Magna Carta tug-of-war

The Magna Carta is on display at the Museum of Fine Arts through the end of the month.
The Magna Carta is on display at the Museum of Fine Arts through the end of the month.

The Magna Carta, on display at the Museum of Fine Arts through the end of the month, isn’t the kind of artwork you’d find on a coffee mug or a dorm room poster. The eminent document is a disarmingly modest scrap of parchment with tiny script in medieval Latin scrawled 200 years before the printing press. But the charter, a foundational document for constitutional democracy and our own Bill of Rights, does resemble a contemporary piece of art in one way: Everyone who sees it seems to bring their own interpretation of what it means.

The Magna Carta is on its 800th anniversary tour, culminating next year at Runnymede, England, where King John signed the statement of rights and responsibilities to calm a rebellion among his barons. To offer some context, the MFA’s exhibition includes other items that reference the great charter. Paul Revere’s “Sons of Liberty Bowl” commemorates the 92 Massachusetts legislators who, “undaunted by the Insolent Menaces of Villains in Power,” stood by their formal protest of unfair taxes under Britain’s Townsend Acts. The bowl depicts two flags, one representing the Bill of Rights, the other the Magna Carta. There are also hand-written drafts of the Declaration of Independence by John Adams and Thomas Jefferson, and a portrait of Paul Cuffe, a black freeman who in 1780 petitioned the Massachusetts legislature for the right to vote. “You just kind of see all these webs going back to the document in this little case,” said Gerald Ward, the MFA’s senior consulting curator.

Ward happens also to be a member of the New Hampshire legislature, so he knows about the bill filed there last session requiring any new legislation to show its derivation in “a direct quote from the Magna Carta.” The bill, filed by three Republican House freshmen evidently taking the concept of originalism to a new level, failed to clear its committee.


Tea Party tax protesters find talking points in the Magna Carta, but so has the American Civil Liberties Union, and several Democrats. Franklin Roosevelt invoked the document in his “Four Freedoms” address in 1941. John F. Kennedy proclaimed it was “time for an urban Magna Carta” in a speech to the US Conference of Mayors during his 1958 senatorial campaign, setting out principles for a new social compact.

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Then there is Supreme Court Chief Justice John Roberts, who earlier this month cited the Magna Carta in an effort to transcend partisan divides. In a speech to the American Bar Association in Boston, Roberts reminded his audience that the venerable document was used to settle a “feudal squabble” and ultimately established the rule of law “as a unifying force in society.” He urged the members of the bench and bar to “rise above particular partisan debates,” saying that “we on the bench can bolster public confidence by exercising independent judgment to reach sound decisions, carefully explained.”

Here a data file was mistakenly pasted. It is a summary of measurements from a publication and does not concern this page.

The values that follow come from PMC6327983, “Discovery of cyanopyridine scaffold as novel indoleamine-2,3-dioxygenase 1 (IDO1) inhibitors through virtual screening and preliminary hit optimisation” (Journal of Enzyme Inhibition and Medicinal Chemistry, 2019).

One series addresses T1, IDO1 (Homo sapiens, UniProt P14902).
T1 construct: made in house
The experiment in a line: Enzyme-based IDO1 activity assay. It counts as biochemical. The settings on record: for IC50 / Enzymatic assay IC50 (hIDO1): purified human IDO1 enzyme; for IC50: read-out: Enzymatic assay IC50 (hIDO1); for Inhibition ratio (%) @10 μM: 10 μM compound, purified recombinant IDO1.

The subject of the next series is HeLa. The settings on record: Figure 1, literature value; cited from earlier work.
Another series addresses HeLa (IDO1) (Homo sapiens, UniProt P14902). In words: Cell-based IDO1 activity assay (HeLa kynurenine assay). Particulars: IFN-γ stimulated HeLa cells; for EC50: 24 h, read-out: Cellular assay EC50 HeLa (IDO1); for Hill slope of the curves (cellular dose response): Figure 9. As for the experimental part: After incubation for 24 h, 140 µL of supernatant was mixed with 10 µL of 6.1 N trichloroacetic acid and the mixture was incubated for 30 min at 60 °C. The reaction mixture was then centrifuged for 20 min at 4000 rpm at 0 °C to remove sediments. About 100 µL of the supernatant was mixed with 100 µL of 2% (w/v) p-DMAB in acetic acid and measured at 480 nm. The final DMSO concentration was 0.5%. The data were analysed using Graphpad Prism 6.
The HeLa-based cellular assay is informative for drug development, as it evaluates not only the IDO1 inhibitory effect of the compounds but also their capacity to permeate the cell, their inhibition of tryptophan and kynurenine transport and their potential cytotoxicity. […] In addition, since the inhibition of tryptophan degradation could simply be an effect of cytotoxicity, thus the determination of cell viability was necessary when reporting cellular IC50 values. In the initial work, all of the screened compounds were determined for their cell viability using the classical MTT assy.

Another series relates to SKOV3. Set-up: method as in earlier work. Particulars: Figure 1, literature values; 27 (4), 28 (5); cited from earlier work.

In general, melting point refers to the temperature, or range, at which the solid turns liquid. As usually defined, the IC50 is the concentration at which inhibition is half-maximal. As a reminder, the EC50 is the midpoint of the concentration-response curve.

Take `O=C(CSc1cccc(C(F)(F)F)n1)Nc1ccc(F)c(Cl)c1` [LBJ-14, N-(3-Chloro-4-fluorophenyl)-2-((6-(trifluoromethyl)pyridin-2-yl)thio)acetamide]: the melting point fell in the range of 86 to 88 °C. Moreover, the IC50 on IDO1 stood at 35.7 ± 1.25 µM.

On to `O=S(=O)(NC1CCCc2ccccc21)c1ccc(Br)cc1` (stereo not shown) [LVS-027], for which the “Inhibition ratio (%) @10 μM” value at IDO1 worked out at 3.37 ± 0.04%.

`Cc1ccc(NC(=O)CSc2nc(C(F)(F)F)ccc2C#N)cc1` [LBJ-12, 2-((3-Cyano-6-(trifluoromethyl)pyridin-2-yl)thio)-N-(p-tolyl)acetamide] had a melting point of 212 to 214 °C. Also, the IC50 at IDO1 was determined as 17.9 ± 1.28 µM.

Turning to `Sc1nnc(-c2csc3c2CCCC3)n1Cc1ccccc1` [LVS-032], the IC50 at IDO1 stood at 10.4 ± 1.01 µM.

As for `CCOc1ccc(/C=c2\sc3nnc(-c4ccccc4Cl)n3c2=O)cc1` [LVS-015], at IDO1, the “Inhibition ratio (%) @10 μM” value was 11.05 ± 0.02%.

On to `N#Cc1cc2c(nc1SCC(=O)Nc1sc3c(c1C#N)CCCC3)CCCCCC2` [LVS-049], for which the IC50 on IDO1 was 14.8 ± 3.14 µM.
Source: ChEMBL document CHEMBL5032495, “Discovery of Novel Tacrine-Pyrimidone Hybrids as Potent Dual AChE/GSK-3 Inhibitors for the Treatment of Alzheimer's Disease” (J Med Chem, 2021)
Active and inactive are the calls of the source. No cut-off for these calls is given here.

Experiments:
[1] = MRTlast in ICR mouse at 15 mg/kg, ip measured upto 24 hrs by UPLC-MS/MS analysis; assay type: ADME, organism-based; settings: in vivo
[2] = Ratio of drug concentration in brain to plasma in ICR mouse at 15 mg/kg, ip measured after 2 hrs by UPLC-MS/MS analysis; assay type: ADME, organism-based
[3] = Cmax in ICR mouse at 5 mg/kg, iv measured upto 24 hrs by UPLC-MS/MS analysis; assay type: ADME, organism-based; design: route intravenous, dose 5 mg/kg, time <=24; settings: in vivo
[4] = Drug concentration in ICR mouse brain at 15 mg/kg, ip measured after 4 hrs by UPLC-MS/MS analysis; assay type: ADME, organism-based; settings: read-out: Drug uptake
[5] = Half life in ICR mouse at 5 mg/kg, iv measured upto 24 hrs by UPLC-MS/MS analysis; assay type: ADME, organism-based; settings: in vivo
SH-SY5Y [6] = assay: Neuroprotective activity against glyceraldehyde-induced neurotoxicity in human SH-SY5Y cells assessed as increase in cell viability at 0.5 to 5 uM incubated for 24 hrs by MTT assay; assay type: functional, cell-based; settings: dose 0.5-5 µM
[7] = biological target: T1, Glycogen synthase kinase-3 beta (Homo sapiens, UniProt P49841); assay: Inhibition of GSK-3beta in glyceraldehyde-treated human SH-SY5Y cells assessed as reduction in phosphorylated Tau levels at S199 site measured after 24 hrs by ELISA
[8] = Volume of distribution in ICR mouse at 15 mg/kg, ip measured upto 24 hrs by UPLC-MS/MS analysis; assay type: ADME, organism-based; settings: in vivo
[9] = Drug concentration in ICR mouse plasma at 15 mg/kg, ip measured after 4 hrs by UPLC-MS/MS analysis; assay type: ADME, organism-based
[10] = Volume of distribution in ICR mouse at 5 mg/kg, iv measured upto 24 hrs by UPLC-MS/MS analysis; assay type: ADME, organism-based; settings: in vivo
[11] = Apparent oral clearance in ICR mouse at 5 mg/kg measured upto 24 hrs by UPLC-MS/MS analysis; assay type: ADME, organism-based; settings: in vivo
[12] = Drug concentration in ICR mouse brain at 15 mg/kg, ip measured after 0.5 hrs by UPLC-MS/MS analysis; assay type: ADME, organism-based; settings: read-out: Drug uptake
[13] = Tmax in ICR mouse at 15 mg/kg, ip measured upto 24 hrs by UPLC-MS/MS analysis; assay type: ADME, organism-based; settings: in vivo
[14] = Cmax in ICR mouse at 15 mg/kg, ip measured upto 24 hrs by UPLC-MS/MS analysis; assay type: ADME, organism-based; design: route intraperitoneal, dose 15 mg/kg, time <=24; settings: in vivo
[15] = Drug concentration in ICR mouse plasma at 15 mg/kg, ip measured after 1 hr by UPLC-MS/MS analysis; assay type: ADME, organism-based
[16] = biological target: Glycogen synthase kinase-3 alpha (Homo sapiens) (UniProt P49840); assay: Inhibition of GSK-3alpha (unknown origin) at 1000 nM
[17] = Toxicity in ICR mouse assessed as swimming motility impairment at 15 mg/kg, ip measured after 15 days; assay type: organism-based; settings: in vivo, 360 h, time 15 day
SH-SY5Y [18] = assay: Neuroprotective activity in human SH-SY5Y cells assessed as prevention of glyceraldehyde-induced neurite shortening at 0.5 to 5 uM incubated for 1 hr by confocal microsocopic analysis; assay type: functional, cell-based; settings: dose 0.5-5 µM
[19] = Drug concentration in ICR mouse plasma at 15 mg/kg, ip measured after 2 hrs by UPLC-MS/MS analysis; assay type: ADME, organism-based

There is a certain poignancy to Roberts’s remarks, because the court he presides over is perhaps the most explicitly partisan in history. “Split Definitive,” a recent study by professors at William and Mary law school and Ohio State University, examines thousands of Supreme Court decisions going back to 1800 to argue that today’s court is more starkly divided than ever along party lines. This is the first time in US history, the authors note, when at least one Democratic appointee to the court was not more conservative than at least one Republican appointee, and vice-versa.(For example, the study had rated retired justice John Paul Stevens, appointed by Republican Gerald Ford, as more liberal overall in his rulings than Ruth Bader Ginsburg, appointed by Democrat Bill Clinton.) Far from being a bulwark against the country’s partisanship, it seems the Roberts court is more a symptom of it.

Liberal and conservative partisans will likely continue to lay claim to the Magna Carta, just as they do the US Constitution; that squabble is also part of democracy. Standing with Ward, surrounded by the evidence of mankind’s long struggle to reconcile individual liberty and social equality, it’s easy to feel how slowly — and unsteadily — the wheels of justice turn.

“Freedom is a delicate thing,” Ward said. But just like the nation’s founding documents, it belongs to everyone.

Renée Loth’s column appears regularly in the Globe.